Friday, 12 September 2014

Fault Interpretation and Interactive Fault Slicing

The Fault Interpretation and Interactive Fault Slicing tools allow for interpretation on CMY blends, RGB blends, or any attribute volume on both inline/crossline slices and time slices in the 3D viewer, providing a huge degree of freedom and capability to provide the optimal fault image to pick on. The resulting faults can be used in novel and unique ways to gain a greater insight into your seismic data
The interpretation itself is achieved through fault stick picking, and the generation of surfaces based on those picks. To initiate the process, navigate to either the ‘Interpretation’ drop down in the refreshed 2014.2 toolbar, or click on the ‘Faults’ folder in the project tree, and in either case select ‘Enable Fault Picking’.

This begins a new set of fault sticks. Each set can be converted to a fault surface. To pick, make sure the display is in Pointer/Pick mode, and then holding down the Shift key, left-click on a volume or blend to add points to a fault stick. To start a new stick, release the Shift key, adjust the position of the slice or volume, then hold Shift again to resume picking. All of the display and probe controls continue to work in Fault Picking mode. To start a new fault stick set at any time, click ‘Start New Fault Set’.

Tip: More complex fault stick sets will make it harder for the software to generate smooth fault surfaces. Regularly spaced, parallel fault sticks will make it easiest.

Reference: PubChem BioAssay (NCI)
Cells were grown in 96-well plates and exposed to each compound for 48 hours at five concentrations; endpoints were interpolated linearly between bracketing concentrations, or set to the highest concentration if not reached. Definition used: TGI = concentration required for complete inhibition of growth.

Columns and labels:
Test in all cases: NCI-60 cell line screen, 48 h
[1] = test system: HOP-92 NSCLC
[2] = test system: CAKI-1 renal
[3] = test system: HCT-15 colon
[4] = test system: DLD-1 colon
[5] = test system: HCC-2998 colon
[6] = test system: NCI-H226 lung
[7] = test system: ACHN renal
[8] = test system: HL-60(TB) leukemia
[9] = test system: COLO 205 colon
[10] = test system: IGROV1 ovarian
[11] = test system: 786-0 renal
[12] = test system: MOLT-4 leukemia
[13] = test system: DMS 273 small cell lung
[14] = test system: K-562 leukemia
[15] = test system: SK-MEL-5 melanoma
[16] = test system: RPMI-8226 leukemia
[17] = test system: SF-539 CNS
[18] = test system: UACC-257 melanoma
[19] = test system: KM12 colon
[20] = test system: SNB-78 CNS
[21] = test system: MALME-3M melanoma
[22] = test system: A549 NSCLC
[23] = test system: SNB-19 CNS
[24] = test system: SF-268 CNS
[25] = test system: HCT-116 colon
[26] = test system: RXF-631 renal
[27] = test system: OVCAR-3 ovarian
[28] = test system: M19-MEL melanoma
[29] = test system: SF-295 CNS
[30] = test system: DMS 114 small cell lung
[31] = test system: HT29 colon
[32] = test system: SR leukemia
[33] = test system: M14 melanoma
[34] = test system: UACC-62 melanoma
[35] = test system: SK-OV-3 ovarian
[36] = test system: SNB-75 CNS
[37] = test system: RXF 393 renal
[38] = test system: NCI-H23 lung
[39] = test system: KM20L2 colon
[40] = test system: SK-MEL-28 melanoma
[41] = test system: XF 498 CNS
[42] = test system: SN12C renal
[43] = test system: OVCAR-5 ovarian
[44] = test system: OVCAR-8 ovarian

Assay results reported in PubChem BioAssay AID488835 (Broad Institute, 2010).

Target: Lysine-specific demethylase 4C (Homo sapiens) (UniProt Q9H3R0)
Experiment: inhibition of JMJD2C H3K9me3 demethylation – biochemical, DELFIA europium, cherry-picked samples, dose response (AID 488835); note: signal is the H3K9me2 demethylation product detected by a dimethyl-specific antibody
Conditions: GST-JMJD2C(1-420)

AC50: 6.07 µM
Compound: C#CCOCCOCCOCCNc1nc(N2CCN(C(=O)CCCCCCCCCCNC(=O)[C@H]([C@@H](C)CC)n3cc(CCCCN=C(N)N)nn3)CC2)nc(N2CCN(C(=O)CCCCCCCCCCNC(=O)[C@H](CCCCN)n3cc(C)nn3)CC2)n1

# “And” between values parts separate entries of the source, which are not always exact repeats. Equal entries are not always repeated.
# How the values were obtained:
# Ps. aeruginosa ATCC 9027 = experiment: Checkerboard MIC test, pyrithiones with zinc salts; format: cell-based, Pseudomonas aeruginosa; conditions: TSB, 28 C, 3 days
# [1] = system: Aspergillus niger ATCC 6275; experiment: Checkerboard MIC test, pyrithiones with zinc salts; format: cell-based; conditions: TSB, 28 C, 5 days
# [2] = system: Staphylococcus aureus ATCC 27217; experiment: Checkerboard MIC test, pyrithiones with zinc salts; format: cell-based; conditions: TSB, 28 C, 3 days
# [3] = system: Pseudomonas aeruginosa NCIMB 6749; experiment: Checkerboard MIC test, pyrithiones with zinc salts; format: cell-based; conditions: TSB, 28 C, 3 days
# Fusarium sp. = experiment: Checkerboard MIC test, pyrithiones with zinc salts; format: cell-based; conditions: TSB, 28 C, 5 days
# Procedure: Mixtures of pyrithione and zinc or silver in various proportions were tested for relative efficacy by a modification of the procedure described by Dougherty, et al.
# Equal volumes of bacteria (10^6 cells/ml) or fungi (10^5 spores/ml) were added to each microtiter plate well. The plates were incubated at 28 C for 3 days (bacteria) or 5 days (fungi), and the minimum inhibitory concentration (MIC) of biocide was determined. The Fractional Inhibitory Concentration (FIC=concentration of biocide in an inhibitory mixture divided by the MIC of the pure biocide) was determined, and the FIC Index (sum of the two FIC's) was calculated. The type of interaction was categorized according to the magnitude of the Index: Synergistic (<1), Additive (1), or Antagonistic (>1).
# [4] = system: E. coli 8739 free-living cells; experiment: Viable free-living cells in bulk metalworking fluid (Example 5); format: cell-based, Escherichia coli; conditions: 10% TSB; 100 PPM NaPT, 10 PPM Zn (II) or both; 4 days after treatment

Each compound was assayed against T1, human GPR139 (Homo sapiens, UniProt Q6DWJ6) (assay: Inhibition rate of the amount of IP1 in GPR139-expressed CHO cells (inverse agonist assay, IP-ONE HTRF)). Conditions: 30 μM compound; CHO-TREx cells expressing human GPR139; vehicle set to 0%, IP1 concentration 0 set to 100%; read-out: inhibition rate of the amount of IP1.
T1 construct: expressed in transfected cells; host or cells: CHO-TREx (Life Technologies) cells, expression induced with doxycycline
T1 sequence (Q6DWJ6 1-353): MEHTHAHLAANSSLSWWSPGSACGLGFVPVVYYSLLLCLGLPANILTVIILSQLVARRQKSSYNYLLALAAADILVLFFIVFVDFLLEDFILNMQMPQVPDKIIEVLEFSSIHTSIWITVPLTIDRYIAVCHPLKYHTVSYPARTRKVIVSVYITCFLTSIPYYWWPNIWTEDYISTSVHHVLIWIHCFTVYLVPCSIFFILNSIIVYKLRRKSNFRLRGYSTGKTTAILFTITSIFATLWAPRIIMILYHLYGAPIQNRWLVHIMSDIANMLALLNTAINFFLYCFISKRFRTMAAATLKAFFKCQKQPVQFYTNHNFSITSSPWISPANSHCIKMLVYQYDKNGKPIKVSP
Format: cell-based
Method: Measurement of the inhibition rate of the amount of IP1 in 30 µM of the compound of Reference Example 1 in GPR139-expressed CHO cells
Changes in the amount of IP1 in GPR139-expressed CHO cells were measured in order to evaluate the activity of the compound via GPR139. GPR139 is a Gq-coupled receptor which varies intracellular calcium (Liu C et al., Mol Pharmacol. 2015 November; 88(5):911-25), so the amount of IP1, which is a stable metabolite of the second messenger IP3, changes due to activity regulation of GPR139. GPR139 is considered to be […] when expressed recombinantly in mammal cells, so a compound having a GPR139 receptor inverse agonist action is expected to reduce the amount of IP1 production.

The Faults folder will then be populated with ‘Fault Sets’ containing the picked fault sticks. Within each Fault Set, you can access the individual sticks and delete or rename accordingly. To convert a Fault Set to a continuous, smooth fault surface, just right click on the set of interest and choose ‘Create Surface’.
The created surfaces can be cached and visualised by double clicking, as with other project items. The properties panel for a fault provides three tabs:
  • Mode: Change the visualization properties. Note that by selecting ‘Data Mapped’, volumes and colour blends can be projected onto the fault plane, and have full colour bar control.
    • Tip: To display a smoother fault surface, move the Crease Angle slider all the way to ‘Diffuse’
  • Overlay: Select ‘Activate’ to display the fault plane as a line intersection on any vizualised volume in the 3D viewer.
  • Interactive Fault Slicing: This mode enables you to move the fault in real-time in 3D, and dissect data volumes in a very powerful way as explained below:

On this tab, click 'Enable Fault Translation' and an arrow control will appear, normal to the mean centre of the fault surface. Drag this arrow in Pointer / Pick mode, and the fault surface will slide along the line normal to the fault. '3D Normal' does this entirely in 3D, whereas '2D Lateral' locks the translation to the XY plane. 'Show Original' will display a ghost of the original fault and deactivating Fault Translation will reset the fault to its original position. Click 'Save as New Fault' to create a shifted clone of the original. 

Any mapped volume or blend will also update with the translated fault, making this an excellent tool for investigating throw and juxtaposition of stratigraphic units across a fault: 

In the above images, a fault translation enabled on a an HDFD colour blend mapped, has been shifted to either side of the original fault plane. We can clearly see that unit A of prograding clinoforms is at a higher position in the footwall than the hanging wall, instantly confirming this to be a normal fault. The throw suggests the unit remains in juxtaposition with itself across the fault. 

Finally, picked faults can be exported from GeoTeric by clicking on the 'Faults' folder. At present, the supported format is GOCAD Tsurf. 

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